Just a few hours ago, Hortonworks posted several new posts on their blog regarding several stealth projects that they developed and (as can be expected from Hortonworks) are working to open source and contribute to the community.
The hottest one seems to me to be Tez, which is being donated to ASF as an incubator project. Its main aim is to accelerate the runtime of Hive, Pig and Cascading jobs. It defines a concept of a task, which comprises of a set of (Direct Acyclic Graph of) MapReduce jobs and treats it as a whole, streaming data between them without spilling (spooling) back to HDFS after each MapReduce pair.
Why is that good?
- The actual writing and reading temporary results from HDFS (reducer output from the middle of the chain) can be very slow and resource intensive.
- This is a blocking operation – so the whole parallel processing may stale due to a few slow tasks of one set of MapReducer (while speculative execution helps here, it doesn’t eliminate the problem).
It is very interesting that Hortonworks chose to publish this as a new infrastructure project. It seems they claim it to be a sort of next-gen, generalized MapReduce. I guess it started as a way to accelerate Hive, but it’s great that it will also help Pig (which also generates MapReduce chains) and Cascading (which helps developers easily create MapReduce chains).
This is part of Hortonworks effort to make Hive 100x faster – the “Stinger Initiative“.
This is a third post in a series regarding Exadata HCC (Hybrid Columnar Compression) and the storage savings it brings to Oracle customers. In Part 1 I showed the real-world compression ratios of Oracle’s best DW references, in Part 2 I investigated why is that so, and in this part I’ll question the whole saving accounting.
So, we saw in part 1 that most Exadata DW references don’t mention the storage savings of HCC, but those who do show an average 3.4x “storage savings”. Now let’s see what savings, if any, this brings. It all has to do with the compromises involved in giving up modern storage capabilities and the price to pay to when fulfilling these requirements with Exadata.
Let me start with a somewhat weaker but valid point. Modern storage software allows online storage software upgrade. A mission-critical database (or any database) shouldn’t be down or at risk when upgrading storage firmware or software. In order to achieve similar results with Exadata, the storage layer has to be configured as a three-way mirror (ASM High Redundancy). This is actually Oracle’s best practice, see for example the bottom of page 5 of the Exadata MAA HA paper. This configuration uses significantly more storage than any other solution on the market. This means that while the total size of all the data files might be smaller in Exadata thanks to HCC, you still need a surprisingly large raw volume of storage to support it, or you’ll have to compromise and always use offline storage software upgrades – likely the critical quarterly patch bundle, which could take at least an hour of downtime to apply, from what I read on the blogsphere.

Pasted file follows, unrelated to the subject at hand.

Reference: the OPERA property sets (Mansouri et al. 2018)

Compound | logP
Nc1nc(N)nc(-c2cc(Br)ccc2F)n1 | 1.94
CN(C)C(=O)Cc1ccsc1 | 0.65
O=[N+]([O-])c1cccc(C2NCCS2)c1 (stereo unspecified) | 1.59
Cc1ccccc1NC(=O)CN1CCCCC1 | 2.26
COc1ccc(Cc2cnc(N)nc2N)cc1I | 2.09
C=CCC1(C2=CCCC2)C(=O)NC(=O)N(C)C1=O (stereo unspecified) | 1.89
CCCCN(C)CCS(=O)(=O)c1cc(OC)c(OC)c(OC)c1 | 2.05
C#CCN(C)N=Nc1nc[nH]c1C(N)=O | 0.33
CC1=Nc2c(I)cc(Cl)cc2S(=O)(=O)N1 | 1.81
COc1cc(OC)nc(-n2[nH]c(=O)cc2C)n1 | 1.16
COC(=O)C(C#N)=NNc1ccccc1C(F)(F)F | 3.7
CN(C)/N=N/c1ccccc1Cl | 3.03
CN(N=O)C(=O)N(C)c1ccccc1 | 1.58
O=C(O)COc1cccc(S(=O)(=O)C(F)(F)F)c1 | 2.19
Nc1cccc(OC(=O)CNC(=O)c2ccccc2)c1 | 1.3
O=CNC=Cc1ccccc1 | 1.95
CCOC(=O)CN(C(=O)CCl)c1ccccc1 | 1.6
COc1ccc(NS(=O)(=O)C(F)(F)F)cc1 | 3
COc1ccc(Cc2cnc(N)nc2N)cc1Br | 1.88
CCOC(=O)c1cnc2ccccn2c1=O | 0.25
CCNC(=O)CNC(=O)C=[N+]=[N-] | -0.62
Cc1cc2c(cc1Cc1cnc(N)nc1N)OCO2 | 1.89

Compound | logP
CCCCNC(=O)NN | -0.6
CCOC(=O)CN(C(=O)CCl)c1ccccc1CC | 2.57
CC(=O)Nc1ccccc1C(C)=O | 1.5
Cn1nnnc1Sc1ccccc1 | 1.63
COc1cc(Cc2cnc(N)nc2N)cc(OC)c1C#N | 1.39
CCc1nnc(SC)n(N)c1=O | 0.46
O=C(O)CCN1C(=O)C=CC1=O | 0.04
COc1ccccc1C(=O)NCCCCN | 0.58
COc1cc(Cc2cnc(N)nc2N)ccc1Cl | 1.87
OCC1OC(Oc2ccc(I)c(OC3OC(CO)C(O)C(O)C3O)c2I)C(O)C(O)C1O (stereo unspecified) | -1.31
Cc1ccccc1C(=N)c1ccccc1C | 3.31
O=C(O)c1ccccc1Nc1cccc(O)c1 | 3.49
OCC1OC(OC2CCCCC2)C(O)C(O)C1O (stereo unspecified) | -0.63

To make it a bit more confusing, the Exadata X3 datasheet only mentions (in page 6) the usable data capacity with 2-way mirror (ASM normal redundancy), even though the recommended configuration is 3-way mirror. I wonder if that has anything to do with later providing less net storage?
this is a second in a series of posts on Oracle’s Exadata Hybrid Columnar Compression (HCC), which is actually a great feature of Oracle database. It is currently locked to Oracle-only storage (Exadata, ZFS appliance etc) and Oracle marketing pushes it hard as it provides “10x” compression to Oracle customers.
In the previous post, I showed that Oracle’s best data warehouse reference customers gets only an average “storage saving” of at most 3.4x. In this post, I’ll investigate why they don’t get the promised “10x-15x savings” that Oracle marketing occasionally mentions. In the next post, I plan to explain why I use double quotes around storage savings – why even that number is highly inflated.
10x compared to what? I remember that in one of the recent Oracle Openworld (was it this year?), Oracle had a marketing slide claiming Exadata provides 10x compression and non-Exadata provides 0x compression… (BTW – please post a link in the comments if you can share a copy). But leaving the funny / sad ExaMath aside, do non-Exadata customers enjoy any compression?
Well, as most Oracle DBAs will know, Oracle have introduced in 9i Release 2 (around 2002) a new feature that was called Data Segment Compression, which was renamed in 10g to Table Compression, in 11g release 1 to a catchy “compress for direct_load operations” and as of 11g release 2 is called Basic Compression. This feature is included in Enterprise Edition without extra cost. It provides dictionary-based compression at the Oracle’s table data block level. It is most suited for data warehousing, as the compression kicks in only during bulk load or table reorganization – updates and small inserts leaves data uncompressed.
What is the expected (and real world) average compression ratio of tables using this feature? The consensus is around 3x compression. Yes, for data warehousing on non-Exadata in the last decade Oracle provides 3x compression with Enterprise Edition!